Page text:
Saturday, November 11, 2006

The Writer's Conference

Today I drove my beautiful new little white car over gorgeous New England rustic fall roads through valley and mountain and into a college conference center. I told my friend whom I met there, "I feel so anxious coming here."

"You're one of the most poised and centered people I know," she said. "How can you be anxious?"

Well, it was easy to be anxious, especially when someone thinks you are behaving out of character but you know that you're not!

Friend and I sat in a corner watching hordes of writers stroll around the reception area. They looked sleek and clean, wearing new clothes in rich maroons and golds. They munched on danish and chatted about their contracts until time to go down to the room full of chairs and hear successful novelists talk about how hard it was for them until they finally got on the N.Y. Times best seller list.

After that panel came a speech from a N.Y. agent who explained that you're really a small business and the agent is a venture capitalist and every writer thinks she's going to be like D.H. Lawrence but you can't. You have to learn "pitchcraft."

After lunch I fled, in my pretty new car; did not stay for the inside secrets of editors or the revise-and-shape workshop or the door prize. I drove back through the gorgeous country and valley and then ran inside my hallway and called my dog and dropped the mail and bags and coats all over the floor.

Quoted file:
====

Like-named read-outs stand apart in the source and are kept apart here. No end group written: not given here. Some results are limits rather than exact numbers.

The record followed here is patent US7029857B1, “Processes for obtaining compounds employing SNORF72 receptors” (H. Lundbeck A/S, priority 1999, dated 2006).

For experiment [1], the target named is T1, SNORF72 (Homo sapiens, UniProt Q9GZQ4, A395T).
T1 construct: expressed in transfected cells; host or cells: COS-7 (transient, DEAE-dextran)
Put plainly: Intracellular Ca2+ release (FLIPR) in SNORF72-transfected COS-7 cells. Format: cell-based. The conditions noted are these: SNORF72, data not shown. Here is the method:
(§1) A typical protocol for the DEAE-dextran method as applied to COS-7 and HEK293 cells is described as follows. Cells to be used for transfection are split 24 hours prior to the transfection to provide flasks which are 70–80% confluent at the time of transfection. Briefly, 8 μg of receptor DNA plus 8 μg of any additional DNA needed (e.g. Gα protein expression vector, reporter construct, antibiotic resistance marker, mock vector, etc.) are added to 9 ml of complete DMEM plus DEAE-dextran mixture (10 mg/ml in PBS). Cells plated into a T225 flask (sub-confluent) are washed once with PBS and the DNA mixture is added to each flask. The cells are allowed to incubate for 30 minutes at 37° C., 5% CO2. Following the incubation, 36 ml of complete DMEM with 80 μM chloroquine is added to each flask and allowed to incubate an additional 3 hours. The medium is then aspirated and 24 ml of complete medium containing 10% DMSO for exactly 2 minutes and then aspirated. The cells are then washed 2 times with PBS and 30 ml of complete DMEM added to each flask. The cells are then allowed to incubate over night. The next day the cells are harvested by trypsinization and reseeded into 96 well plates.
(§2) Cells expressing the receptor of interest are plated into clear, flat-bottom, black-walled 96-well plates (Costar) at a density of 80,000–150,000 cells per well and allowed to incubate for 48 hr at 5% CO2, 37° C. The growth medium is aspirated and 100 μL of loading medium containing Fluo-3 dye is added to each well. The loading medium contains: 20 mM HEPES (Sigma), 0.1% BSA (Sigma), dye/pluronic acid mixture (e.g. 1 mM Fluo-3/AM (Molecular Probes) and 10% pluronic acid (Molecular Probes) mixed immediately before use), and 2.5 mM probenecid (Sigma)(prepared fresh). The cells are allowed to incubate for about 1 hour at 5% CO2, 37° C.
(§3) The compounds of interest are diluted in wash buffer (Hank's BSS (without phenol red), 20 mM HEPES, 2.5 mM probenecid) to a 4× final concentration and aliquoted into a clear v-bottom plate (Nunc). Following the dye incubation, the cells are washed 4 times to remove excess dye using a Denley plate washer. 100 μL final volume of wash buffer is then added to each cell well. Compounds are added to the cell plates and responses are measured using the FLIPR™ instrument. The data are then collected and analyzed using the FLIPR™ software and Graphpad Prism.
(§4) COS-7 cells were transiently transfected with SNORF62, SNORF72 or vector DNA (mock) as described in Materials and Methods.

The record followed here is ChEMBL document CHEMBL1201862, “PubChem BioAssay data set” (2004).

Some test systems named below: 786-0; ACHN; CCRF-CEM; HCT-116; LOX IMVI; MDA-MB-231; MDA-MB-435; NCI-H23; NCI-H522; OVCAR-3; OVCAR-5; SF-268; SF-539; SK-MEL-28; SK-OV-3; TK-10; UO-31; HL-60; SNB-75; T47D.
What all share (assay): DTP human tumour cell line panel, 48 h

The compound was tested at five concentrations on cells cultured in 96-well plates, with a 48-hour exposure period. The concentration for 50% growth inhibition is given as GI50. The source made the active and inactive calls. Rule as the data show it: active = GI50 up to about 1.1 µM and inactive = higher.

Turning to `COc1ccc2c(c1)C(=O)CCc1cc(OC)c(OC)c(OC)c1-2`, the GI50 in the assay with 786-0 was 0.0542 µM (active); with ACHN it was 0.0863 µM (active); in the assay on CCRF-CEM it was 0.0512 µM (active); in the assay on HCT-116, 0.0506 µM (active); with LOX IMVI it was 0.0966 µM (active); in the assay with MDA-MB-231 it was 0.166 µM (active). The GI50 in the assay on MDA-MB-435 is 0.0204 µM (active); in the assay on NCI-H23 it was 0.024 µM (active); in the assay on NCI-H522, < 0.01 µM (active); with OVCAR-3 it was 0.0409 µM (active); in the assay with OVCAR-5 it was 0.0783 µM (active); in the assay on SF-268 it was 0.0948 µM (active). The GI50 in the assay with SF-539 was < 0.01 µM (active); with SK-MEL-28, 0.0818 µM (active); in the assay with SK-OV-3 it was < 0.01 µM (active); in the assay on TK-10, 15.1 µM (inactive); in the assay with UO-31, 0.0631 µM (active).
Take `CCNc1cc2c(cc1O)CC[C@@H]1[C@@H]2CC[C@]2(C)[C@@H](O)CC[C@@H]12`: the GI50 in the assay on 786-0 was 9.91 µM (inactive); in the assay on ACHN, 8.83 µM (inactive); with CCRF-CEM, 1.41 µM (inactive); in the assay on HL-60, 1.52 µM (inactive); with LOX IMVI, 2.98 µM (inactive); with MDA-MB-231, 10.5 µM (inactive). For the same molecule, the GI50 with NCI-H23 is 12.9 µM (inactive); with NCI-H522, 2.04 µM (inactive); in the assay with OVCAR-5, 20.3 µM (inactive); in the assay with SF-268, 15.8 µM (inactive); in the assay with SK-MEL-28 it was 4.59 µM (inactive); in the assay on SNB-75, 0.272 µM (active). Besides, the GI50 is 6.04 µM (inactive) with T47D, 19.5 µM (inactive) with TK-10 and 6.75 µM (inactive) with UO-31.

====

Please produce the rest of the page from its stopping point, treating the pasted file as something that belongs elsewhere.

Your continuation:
"All writers hate selling," the agent's words were ringing in my ears, "but you have to do it." I admire them all so much, but I just don't think I can.

After re-writing my query letter according to "pitchcraft," I ate the rest of a tube of Pringles and a bunch of stale cookies I found in the fridge. Then the dog and I climbed upstairs to bed. This must be the writing life.


Anonymous DonaFrog said...

Even the word itself, "pitchcraft," makes me feel a little nauseus. Writing is a very intimate process and "pitching" what you have produced must feel a little bit like prostitution. Writing reveals so much of the writer that it somestimes feels like being stripped bare. It is one thing to share with others who care but it is quite another to reveal one's self with strangers.
I have alwlays encouraged you to write because you are so good at it, and I will continue to encourage you to write but I think I do understand your discomfort. I am even afraid to write a blog!

6:41 AM  
Blogger Pat said...

I think I meant J.D. Salinger.

9:52 AM  

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